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Ireland’s prime minister, Taoiseach Micheál Martin, pleaded for calm Saturday after a week of violent riots roiled Belfast, Northern Ireland — as officials raised alarms over reports that children as young as 12 have been joining in.
“We owe it to the ‘agreement generation’ and indeed future generations not to spiral back to that dark place of sectarian murders and political discord,” Martin said in a statement marking the April 10 anniversary of the Good Friday Agreement, the 1998 accord that brought peace to Northern Ireland after decades of bloody conflict.
But increasing frustration over new trade barriers between Northern Ireland and the United Kingdom in the wake of Brexit has set off a week of unrest — with violent clashes between nationalists and loyalists who torched cars and buses and injured multiple police officers.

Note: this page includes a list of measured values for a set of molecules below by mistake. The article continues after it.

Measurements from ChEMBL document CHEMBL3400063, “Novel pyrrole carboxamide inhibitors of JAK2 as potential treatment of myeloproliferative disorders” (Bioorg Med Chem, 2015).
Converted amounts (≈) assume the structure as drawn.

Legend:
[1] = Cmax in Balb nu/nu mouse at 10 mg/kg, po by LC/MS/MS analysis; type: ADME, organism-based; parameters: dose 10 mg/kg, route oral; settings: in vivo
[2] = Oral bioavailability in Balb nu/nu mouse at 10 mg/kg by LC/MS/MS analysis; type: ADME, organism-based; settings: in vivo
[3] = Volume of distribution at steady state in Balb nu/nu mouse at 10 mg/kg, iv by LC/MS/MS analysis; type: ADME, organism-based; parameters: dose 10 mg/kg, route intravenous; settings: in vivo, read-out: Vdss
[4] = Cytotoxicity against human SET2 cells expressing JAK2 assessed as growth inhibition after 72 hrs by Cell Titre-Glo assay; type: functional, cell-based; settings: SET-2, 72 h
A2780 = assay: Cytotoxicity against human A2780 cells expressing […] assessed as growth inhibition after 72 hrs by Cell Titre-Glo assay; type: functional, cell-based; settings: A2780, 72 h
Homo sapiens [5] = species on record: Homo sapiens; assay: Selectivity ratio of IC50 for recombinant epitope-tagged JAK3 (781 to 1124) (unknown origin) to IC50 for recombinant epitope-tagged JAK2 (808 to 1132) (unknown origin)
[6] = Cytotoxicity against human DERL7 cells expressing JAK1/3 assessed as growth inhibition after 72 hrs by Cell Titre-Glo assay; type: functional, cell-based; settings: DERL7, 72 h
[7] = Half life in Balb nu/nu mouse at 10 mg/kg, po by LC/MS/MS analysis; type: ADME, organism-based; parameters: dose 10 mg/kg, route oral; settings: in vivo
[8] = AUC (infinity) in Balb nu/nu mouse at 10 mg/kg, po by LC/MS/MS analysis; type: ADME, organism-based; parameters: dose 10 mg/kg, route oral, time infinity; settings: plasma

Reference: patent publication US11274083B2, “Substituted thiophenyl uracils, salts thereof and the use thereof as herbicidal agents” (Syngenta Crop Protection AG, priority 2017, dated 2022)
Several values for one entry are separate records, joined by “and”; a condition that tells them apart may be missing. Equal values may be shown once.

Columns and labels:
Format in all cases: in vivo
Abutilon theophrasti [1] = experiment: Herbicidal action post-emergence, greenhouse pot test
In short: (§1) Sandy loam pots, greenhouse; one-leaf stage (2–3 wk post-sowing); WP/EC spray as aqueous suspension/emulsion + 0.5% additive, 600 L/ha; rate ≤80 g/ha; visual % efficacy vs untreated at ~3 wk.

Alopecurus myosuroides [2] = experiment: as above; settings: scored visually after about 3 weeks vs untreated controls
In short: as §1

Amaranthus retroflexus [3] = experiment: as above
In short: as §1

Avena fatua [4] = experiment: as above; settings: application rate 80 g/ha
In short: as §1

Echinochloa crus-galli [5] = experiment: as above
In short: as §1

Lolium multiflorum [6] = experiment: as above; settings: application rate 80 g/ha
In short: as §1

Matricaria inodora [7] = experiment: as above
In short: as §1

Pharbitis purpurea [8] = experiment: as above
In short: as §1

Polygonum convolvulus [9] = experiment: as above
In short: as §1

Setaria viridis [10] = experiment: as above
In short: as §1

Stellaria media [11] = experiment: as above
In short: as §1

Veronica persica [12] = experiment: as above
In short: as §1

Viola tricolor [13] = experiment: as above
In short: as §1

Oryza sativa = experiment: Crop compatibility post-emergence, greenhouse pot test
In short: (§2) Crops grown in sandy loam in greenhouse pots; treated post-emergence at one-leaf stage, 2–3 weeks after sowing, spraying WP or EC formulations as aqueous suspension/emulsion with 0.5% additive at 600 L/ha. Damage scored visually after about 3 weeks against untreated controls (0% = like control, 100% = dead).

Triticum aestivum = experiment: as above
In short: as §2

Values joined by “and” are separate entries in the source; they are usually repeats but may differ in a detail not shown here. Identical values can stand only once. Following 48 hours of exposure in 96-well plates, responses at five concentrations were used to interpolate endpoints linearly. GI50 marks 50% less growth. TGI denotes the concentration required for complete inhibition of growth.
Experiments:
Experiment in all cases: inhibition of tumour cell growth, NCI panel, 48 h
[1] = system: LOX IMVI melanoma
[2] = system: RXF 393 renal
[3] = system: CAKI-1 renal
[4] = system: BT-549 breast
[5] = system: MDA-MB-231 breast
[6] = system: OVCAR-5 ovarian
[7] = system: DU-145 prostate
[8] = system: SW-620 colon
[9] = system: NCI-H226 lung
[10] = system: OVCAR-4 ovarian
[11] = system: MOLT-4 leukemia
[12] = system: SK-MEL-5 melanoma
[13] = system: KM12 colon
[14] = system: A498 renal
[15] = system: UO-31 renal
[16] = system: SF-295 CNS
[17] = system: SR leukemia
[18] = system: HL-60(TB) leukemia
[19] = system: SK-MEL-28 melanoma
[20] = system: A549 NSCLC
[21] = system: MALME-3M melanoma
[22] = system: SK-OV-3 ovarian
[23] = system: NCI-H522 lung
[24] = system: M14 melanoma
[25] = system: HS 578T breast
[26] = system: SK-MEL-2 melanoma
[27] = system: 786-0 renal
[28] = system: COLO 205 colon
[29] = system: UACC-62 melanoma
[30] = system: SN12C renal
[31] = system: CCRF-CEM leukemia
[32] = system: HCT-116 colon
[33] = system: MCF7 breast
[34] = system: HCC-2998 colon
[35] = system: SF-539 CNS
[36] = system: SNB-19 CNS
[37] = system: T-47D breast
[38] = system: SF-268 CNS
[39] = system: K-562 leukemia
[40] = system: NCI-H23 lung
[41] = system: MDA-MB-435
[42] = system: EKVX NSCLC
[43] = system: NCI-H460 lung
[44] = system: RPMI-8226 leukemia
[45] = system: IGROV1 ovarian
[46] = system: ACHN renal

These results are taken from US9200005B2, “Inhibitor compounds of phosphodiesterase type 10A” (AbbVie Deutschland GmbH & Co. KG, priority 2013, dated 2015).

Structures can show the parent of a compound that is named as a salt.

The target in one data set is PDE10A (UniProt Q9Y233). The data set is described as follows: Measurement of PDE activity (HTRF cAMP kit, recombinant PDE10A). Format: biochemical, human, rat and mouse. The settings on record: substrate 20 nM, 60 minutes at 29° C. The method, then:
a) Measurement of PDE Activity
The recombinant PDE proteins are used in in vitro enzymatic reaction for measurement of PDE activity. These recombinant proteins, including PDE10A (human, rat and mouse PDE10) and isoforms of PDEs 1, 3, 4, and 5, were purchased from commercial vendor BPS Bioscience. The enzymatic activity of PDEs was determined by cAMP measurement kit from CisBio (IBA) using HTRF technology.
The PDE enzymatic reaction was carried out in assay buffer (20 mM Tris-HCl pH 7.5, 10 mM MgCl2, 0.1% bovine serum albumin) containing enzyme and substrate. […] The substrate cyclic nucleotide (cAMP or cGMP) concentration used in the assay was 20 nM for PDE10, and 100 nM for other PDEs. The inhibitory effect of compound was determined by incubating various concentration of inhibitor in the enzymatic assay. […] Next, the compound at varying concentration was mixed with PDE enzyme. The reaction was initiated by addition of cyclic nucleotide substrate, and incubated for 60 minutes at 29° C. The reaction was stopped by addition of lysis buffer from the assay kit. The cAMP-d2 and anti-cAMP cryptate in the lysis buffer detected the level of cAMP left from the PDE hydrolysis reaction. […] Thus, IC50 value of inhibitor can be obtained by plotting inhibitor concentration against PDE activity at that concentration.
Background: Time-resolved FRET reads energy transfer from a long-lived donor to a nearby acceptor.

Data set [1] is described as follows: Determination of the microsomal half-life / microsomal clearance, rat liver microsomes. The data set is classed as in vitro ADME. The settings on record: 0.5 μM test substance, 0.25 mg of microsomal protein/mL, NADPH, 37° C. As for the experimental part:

Meanwhile, Northern Ireland’s commissioner for children and young people, Koulla Yiasouma, said 12- and 13-year-olds have been seen taking part in the riots.
“What we have is criminals controlling or coercing young people to deal drugs, to take part in criminal activities and in that I would include rioting in the streets,” she told The Guardian.
Justice Minister Naomi Long condemned the trend as “nothing short of child abuse.”
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